Letters

Comparison of inhaled beclomethasone and budesonide

BMJ 1999; 319 doi: https://doi.org/10.1136/bmj.319.7202.124a (Published 10 July 1999) Cite this as: BMJ 1999;319:124

Patients do not take prescribed doses

  1. Christopher Cates, General practitioner ([email protected])
  1. Manor View Practice, Bushey Health Centre, Bushey, Hertfordshire WD2 2NN
  2. University of Auckland, New Zealand
  3. University of Lund, Lund, Sweden
  4. Karolinska Institute, Stockholm, Sweden
  5. Clinical Research and Development, Astra Draco AB, Lund, Sweden
  6. Division of Clinical Epidemiology, Royal Victoria Hospital, 687 Pine Avenue West, R4.29, Montreal, Quebec H3A 1A1, Canada
  7. Wellington South, New Zealand

    EDITOR—The conclusions reached by Pethica et al in their paper concerning the relative potency of inhaled beclomethasone and budesonide are not justified because the authors have not verified an important assumption in the paper.1 They have assumed that patients are regularly taking the dose recorded on their prescription; the data presented in their paper suggest that this is most unlikely. The total number of prescriptions issued to 5930 patients was only 16 725 (under three a year). Most formulations of inhaled steroid last 50 days at the usual prescribed dose, so patients taking regular treatment should have used around seven prescriptions in the 12 months of the study.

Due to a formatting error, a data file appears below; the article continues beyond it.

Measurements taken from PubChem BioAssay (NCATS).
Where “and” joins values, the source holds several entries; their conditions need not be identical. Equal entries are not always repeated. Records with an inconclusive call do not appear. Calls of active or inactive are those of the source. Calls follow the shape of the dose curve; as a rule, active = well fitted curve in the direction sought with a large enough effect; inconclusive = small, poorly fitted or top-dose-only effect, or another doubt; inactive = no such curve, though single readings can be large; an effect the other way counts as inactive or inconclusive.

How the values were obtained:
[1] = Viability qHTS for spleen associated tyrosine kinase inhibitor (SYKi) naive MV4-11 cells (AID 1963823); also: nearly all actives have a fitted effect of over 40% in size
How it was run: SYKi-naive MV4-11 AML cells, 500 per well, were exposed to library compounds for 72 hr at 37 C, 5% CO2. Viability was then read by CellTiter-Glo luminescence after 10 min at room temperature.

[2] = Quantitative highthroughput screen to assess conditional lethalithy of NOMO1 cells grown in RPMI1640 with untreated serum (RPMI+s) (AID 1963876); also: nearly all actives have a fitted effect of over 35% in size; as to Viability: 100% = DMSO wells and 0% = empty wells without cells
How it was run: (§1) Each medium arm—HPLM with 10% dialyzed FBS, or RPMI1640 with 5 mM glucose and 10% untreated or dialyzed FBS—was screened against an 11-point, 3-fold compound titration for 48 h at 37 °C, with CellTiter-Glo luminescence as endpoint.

Analysis of computerised prescriptions in my practice over the 12 months July 1997 to June 1998 shows a similar pattern: 625 patients received 2424 prescriptions for inhaled steroids (around four a year on average). Analysis of individual data on 59 patients aged 30-35 shows that 36 of the 59 were prescribed fewer than four inhalers a year (table). These patients did not receive enough medication to have taken the prescribed dose of inhaled steroid regularly over the 12 months.

    View this table:

    Prescriptions for inhaled steroids issued in practice per patient aged 30-35, July 1997 to June 1998

    The analysis carried out in Pethica et al's paper is based on the mean prescribed dose, which may bear little relation to the dose actually taken over the whole period. The total inhaled dose for each patient would be better estimated by multiplying the contents of each inhaler by the number of inhalers prescribed over the 12 months studied. Analysis should be restricted to those patients who can be shown to be taking regular inhaled steroids.

    Beclomethasone is available as a 100 μg metered dose inhaler, while budesonide is available for adults only as a 200 …

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